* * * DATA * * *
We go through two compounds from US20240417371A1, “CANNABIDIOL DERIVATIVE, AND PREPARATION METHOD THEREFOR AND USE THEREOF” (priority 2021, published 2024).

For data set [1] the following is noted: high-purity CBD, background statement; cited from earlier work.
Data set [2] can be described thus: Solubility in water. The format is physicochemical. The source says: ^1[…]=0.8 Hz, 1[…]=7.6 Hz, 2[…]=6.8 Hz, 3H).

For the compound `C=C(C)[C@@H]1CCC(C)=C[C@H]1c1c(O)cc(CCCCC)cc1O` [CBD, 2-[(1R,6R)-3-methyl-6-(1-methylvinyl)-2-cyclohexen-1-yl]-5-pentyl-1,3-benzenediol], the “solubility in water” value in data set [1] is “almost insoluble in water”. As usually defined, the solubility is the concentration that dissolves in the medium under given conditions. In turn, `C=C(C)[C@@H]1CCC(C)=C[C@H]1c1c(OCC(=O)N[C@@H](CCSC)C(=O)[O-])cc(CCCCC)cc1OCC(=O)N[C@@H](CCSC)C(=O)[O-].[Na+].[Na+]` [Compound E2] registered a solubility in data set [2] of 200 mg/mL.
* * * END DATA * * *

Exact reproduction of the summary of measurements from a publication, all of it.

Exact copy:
We go through two compounds from US20240417371A1, “CANNABIDIOL DERIVATIVE, AND PREPARATION METHOD THEREFOR AND USE THEREOF” (priority 2021, published 2024).

For data set [1] the following is noted: high-purity CBD, background statement; cited from earlier work.
Data set [2] can be described thus: Solubility in water. The format is physicochemical. The source says: ^1[…]=0.8 Hz, 1[…]=7.6 Hz, 2[…]=6.8 Hz, 3H).

For the compound `C=C(C)[C@@H]1CCC(C)=C[C@H]1c1c(O)cc(CCCCC)cc1O` [CBD, 2-[(1R,6R)-3-methyl-6-(1-methylvinyl)-2-cyclohexen-1-yl]-5-pentyl-1,3-benzenediol], the “solubility in water” value in data set [1] is “almost insoluble in water”. As usually defined, the solubility is the concentration that dissolves in the medium under given conditions. In turn, `C=C(C)[C@@H]1CCC(C)=C[C@H]1c1c(OCC(=O)N[C@@H](CCSC)C(=O)[O-])cc(CCCCC)cc1OCC(=O)N[C@@H](CCSC)C(=O)[O-].[Na+].[Na+]` [Compound E2] registered a solubility in data set [2] of 200 mg/mL.